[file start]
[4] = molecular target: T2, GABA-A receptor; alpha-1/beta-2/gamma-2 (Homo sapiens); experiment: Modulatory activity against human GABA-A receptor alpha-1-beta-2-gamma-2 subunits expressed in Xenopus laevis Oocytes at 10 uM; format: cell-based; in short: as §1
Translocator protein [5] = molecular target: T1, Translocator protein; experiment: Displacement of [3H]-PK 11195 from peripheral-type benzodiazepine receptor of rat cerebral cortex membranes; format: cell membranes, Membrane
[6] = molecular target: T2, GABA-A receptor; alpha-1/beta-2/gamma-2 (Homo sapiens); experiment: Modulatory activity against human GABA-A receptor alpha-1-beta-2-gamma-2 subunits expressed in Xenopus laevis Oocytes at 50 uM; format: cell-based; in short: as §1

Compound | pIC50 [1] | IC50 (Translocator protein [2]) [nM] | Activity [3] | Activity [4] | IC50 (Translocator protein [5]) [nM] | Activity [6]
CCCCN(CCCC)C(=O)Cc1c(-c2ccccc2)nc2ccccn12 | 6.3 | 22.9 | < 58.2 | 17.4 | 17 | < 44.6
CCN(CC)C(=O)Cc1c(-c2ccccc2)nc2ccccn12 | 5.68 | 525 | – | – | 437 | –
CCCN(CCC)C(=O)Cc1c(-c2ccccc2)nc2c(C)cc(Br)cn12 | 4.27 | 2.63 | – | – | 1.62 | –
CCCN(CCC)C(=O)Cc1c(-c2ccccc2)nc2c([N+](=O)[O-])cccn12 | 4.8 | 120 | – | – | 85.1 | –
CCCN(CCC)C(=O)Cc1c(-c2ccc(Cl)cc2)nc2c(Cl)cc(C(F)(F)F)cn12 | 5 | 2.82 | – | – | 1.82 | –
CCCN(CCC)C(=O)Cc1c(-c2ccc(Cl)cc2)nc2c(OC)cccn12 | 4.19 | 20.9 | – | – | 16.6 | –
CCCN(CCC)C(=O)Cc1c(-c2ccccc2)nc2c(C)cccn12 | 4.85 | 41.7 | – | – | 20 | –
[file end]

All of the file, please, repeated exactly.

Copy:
[4] = molecular target: T2, GABA-A receptor; alpha-1/beta-2/gamma-2 (Homo sapiens); experiment: Modulatory activity against human GABA-A receptor alpha-1-beta-2-gamma-2 subunits expressed in Xenopus laevis Oocytes at 10 uM; format: cell-based; in short: as §1
Translocator protein [5] = molecular target: T1, Translocator protein; experiment: Displacement of [3H]-PK 11195 from peripheral-type benzodiazepine receptor of rat cerebral cortex membranes; format: cell membranes, Membrane
[6] = molecular target: T2, GABA-A receptor; alpha-1/beta-2/gamma-2 (Homo sapiens); experiment: Modulatory activity against human GABA-A receptor alpha-1-beta-2-gamma-2 subunits expressed in Xenopus laevis Oocytes at 50 uM; format: cell-based; in short: as §1

Compound | pIC50 [1] | IC50 (Translocator protein [2]) [nM] | Activity [3] | Activity [4] | IC50 (Translocator protein [5]) [nM] | Activity [6]
CCCCN(CCCC)C(=O)Cc1c(-c2ccccc2)nc2ccccn12 | 6.3 | 22.9 | < 58.2 | 17.4 | 17 | < 44.6
CCN(CC)C(=O)Cc1c(-c2ccccc2)nc2ccccn12 | 5.68 | 525 | – | – | 437 | –
CCCN(CCC)C(=O)Cc1c(-c2ccccc2)nc2c(C)cc(Br)cn12 | 4.27 | 2.63 | – | – | 1.62 | –
CCCN(CCC)C(=O)Cc1c(-c2ccccc2)nc2c([N+](=O)[O-])cccn12 | 4.8 | 120 | – | – | 85.1 | –
CCCN(CCC)C(=O)Cc1c(-c2ccc(Cl)cc2)nc2c(Cl)cc(C(F)(F)F)cn12 | 5 | 2.82 | – | – | 1.82 | –
CCCN(CCC)C(=O)Cc1c(-c2ccc(Cl)cc2)nc2c(OC)cccn12 | 4.19 | 20.9 | – | – | 16.6 | –
CCCN(CCC)C(=O)Cc1c(-c2ccccc2)nc2c(C)cccn12 | 4.85 | 41.7 | – | – | 20 | –